Although the President has the power to remove an FBI director, the decision should not be taken lightly. I agree with the nearly unanimous opinions of former Department officials. The way the Director handled the conclusion of the email investigation was wrong. As a result, the FBI is unlikely to regain public and congressional trust until it has a Director who understands the gravity of the mistakes and pledges never to repeat them. Having refused to admit his errors, the Director cannot be expected to implement the necessary corrective actions.
That’s it. The end. You kind of expect one more sentence, right? Maybe something like, “And this is why I recommend the President take the unusual but necessary step of removing James Comey as the head of the FBI.” But Rosenstein doesn’t go there. All the memo actually says is: Comey fucked Hillary Clinton over; it tarnished the FBI; it doesn’t seem like he’s ever going to acknowledge it; and unless he does, or unless he’s replaced, it really, really sucks for the FBI.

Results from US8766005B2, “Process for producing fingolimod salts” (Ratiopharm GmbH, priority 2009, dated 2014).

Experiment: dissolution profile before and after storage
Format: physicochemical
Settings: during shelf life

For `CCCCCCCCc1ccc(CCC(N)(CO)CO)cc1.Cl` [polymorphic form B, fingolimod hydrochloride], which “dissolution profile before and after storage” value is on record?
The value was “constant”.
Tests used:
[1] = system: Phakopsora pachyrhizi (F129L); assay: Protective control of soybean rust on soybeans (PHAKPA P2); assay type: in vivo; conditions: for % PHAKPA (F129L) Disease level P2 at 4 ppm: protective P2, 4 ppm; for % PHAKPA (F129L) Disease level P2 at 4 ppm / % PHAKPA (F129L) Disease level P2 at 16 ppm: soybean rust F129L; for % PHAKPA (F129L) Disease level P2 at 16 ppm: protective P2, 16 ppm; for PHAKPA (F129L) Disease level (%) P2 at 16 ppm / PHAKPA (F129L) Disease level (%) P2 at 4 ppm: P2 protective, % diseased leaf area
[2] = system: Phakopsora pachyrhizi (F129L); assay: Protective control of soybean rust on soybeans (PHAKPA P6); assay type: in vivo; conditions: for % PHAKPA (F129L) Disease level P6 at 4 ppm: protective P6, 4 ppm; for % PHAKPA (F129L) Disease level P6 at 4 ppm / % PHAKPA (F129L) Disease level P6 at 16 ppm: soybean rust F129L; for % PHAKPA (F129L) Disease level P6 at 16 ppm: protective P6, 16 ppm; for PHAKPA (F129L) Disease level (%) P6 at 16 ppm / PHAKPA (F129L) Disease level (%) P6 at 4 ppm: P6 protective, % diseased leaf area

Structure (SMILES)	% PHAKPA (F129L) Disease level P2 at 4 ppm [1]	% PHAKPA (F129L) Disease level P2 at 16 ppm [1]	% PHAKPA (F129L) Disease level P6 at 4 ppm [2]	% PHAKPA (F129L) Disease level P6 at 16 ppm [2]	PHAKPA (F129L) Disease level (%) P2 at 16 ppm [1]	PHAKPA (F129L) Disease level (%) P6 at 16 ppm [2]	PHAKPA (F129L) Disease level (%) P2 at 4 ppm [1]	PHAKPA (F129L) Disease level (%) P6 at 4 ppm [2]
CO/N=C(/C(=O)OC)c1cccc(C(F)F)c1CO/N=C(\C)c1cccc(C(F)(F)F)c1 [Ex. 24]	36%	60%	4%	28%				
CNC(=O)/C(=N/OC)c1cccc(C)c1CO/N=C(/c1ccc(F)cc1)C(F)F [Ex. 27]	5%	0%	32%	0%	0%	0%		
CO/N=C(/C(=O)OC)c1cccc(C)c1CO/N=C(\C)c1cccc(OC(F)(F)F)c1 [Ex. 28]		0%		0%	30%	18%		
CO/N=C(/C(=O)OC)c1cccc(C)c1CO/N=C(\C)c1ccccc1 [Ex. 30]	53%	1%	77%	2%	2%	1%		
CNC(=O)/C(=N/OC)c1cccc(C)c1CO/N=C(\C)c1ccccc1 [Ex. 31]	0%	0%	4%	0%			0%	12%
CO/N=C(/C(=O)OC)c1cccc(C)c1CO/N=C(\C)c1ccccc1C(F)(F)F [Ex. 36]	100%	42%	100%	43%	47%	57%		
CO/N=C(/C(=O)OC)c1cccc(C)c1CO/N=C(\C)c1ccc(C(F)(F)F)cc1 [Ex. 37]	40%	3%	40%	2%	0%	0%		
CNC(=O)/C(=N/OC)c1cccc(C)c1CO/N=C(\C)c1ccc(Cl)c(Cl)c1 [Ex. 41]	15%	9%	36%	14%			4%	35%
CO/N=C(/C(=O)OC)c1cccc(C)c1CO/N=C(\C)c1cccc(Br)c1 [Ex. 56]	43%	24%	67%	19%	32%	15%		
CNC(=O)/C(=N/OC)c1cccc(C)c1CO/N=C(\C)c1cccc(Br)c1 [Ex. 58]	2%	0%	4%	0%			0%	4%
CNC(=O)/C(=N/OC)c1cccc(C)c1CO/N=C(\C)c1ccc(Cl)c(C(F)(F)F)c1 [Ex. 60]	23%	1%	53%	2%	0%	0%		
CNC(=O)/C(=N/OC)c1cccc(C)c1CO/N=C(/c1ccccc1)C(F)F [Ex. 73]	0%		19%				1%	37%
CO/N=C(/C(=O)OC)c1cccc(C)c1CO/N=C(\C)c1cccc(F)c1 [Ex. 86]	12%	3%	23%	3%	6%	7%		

Look, it’s an extraordinary thing for the president to fire the FBI director. It’s only happened once. And it’s an even bigger deal that Trump is the guy to do it, because the FBI is investigating his campaign. So Rod Rosenstein, who’s put in 27 years at the Department of Justice, knowing exactly what was at stake, didn’t just forget to put that in there. If Rosenstein wrote the memo because he wanted to advise Trump to fire James Comey, the entire point of the memo would have been: fire James Comey.